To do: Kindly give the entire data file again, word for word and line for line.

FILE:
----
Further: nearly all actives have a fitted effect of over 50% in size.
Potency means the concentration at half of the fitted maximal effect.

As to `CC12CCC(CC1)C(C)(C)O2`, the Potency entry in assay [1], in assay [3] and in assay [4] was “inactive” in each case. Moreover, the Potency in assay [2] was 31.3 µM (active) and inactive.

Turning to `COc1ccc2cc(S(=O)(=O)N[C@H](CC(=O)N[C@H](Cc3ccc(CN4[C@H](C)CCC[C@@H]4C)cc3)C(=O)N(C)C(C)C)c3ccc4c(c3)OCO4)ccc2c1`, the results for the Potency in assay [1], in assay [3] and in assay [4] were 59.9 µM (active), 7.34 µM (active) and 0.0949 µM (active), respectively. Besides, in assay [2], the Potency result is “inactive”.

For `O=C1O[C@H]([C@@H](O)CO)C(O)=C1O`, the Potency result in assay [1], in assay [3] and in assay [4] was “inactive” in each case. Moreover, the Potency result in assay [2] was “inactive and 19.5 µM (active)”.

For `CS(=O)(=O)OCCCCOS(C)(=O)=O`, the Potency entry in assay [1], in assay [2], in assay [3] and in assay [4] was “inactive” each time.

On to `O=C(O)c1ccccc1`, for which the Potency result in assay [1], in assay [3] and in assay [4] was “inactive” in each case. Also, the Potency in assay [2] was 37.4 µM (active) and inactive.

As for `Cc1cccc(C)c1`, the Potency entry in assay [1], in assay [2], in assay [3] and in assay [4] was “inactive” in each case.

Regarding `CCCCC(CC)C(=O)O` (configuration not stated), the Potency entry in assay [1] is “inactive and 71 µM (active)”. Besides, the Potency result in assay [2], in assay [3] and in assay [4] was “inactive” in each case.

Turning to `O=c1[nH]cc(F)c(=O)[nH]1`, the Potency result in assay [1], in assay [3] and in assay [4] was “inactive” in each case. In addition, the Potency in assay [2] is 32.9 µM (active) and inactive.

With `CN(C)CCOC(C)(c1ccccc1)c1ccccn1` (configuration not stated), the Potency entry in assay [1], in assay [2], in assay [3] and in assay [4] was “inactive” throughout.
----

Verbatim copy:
Further: nearly all actives have a fitted effect of over 50% in size.
Potency means the concentration at half of the fitted maximal effect.

As to `CC12CCC(CC1)C(C)(C)O2`, the Potency entry in assay [1], in assay [3] and in assay [4] was “inactive” in each case. Moreover, the Potency in assay [2] was 31.3 µM (active) and inactive.

Turning to `COc1ccc2cc(S(=O)(=O)N[C@H](CC(=O)N[C@H](Cc3ccc(CN4[C@H](C)CCC[C@@H]4C)cc3)C(=O)N(C)C(C)C)c3ccc4c(c3)OCO4)ccc2c1`, the results for the Potency in assay [1], in assay [3] and in assay [4] were 59.9 µM (active), 7.34 µM (active) and 0.0949 µM (active), respectively. Besides, in assay [2], the Potency result is “inactive”.

For `O=C1O[C@H]([C@@H](O)CO)C(O)=C1O`, the Potency result in assay [1], in assay [3] and in assay [4] was “inactive” in each case. Moreover, the Potency result in assay [2] was “inactive and 19.5 µM (active)”.

For `CS(=O)(=O)OCCCCOS(C)(=O)=O`, the Potency entry in assay [1], in assay [2], in assay [3] and in assay [4] was “inactive” each time.

On to `O=C(O)c1ccccc1`, for which the Potency result in assay [1], in assay [3] and in assay [4] was “inactive” in each case. Also, the Potency in assay [2] was 37.4 µM (active) and inactive.

As for `Cc1cccc(C)c1`, the Potency entry in assay [1], in assay [2], in assay [3] and in assay [4] was “inactive” in each case.

Regarding `CCCCC(CC)C(=O)O` (configuration not stated), the Potency entry in assay [1] is “inactive and 71 µM (active)”. Besides, the Potency result in assay [2], in assay [3] and in assay [4] was “inactive” in each case.

Turning to `O=c1[nH]cc(F)c(=O)[nH]1`, the Potency result in assay [1], in assay [3] and in assay [4] was “inactive” in each case. In addition, the Potency in assay [2] is 32.9 µM (active) and inactive.

With `CN(C)CCOC(C)(c1ccccc1)c1ccccn1` (configuration not stated), the Potency entry in assay [1], in assay [2], in assay [3] and in assay [4] was “inactive” throughout.